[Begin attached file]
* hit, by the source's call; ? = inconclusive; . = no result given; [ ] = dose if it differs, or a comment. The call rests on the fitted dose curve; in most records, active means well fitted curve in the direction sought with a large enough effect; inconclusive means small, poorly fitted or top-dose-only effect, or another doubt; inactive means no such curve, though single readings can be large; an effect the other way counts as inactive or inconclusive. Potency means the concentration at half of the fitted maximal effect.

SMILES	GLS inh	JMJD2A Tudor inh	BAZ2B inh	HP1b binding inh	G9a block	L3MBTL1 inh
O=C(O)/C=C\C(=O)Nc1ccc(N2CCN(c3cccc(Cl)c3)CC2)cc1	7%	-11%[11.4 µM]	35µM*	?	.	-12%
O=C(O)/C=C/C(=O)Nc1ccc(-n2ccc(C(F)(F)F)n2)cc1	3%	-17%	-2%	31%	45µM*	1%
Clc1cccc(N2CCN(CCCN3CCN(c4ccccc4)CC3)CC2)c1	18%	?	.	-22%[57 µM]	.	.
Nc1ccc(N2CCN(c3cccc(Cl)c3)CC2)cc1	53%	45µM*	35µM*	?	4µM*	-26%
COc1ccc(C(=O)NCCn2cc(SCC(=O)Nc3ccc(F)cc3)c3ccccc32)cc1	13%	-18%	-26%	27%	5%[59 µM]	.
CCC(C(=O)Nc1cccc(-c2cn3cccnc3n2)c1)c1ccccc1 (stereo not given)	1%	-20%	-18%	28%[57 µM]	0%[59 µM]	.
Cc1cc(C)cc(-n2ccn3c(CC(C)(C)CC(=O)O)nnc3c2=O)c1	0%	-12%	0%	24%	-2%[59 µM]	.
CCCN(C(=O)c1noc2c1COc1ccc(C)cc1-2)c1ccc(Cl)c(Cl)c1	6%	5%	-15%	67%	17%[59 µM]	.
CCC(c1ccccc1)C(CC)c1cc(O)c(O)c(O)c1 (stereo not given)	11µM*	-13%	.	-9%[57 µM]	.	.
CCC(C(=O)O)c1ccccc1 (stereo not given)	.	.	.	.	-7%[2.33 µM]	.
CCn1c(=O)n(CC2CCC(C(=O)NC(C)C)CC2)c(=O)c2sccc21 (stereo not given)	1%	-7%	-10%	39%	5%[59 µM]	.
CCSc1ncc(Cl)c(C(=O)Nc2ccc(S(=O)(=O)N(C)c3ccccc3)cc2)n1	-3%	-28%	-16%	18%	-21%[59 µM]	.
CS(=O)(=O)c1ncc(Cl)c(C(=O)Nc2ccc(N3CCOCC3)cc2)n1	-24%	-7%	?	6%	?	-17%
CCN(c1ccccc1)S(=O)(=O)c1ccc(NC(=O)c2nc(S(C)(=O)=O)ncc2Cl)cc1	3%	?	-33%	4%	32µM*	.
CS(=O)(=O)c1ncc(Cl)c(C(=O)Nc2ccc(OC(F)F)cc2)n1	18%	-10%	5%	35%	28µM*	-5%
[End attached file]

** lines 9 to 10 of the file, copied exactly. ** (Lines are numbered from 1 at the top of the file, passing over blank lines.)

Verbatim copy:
Cc1cc(C)cc(-n2ccn3c(CC(C)(C)CC(=O)O)nnc3c2=O)c1	0%	-12%	0%	24%	-2%[59 µM]	.
CCCN(C(=O)c1noc2c1COc1ccc(C)cc1-2)c1ccc(Cl)c(Cl)c1	6%	5%	-15%	67%	17%[59 µM]	.